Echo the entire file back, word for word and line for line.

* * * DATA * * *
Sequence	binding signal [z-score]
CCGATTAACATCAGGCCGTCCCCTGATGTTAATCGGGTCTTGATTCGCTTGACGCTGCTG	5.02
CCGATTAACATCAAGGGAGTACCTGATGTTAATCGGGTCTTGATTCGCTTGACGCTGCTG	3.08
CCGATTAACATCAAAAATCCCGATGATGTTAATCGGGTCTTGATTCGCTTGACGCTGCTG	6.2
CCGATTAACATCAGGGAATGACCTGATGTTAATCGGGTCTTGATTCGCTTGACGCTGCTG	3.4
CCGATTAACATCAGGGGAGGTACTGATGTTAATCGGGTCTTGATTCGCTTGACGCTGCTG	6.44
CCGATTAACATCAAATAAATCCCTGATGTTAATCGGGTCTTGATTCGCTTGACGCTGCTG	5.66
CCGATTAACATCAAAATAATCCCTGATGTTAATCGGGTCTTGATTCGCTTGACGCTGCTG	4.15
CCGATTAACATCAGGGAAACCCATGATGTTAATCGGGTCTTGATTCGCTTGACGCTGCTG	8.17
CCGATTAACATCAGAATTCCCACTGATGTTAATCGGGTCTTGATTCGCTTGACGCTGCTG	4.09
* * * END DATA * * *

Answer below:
Sequence	binding signal [z-score]
CCGATTAACATCAGGCCGTCCCCTGATGTTAATCGGGTCTTGATTCGCTTGACGCTGCTG	5.02
CCGATTAACATCAAGGGAGTACCTGATGTTAATCGGGTCTTGATTCGCTTGACGCTGCTG	3.08
CCGATTAACATCAAAAATCCCGATGATGTTAATCGGGTCTTGATTCGCTTGACGCTGCTG	6.2
CCGATTAACATCAGGGAATGACCTGATGTTAATCGGGTCTTGATTCGCTTGACGCTGCTG	3.4
CCGATTAACATCAGGGGAGGTACTGATGTTAATCGGGTCTTGATTCGCTTGACGCTGCTG	6.44
CCGATTAACATCAAATAAATCCCTGATGTTAATCGGGTCTTGATTCGCTTGACGCTGCTG	5.66
CCGATTAACATCAAAATAATCCCTGATGTTAATCGGGTCTTGATTCGCTTGACGCTGCTG	4.15
CCGATTAACATCAGGGAAACCCATGATGTTAATCGGGTCTTGATTCGCTTGACGCTGCTG	8.17
CCGATTAACATCAGAATTCCCACTGATGTTAATCGGGTCTTGATTCGCTTGACGCTGCTG	4.09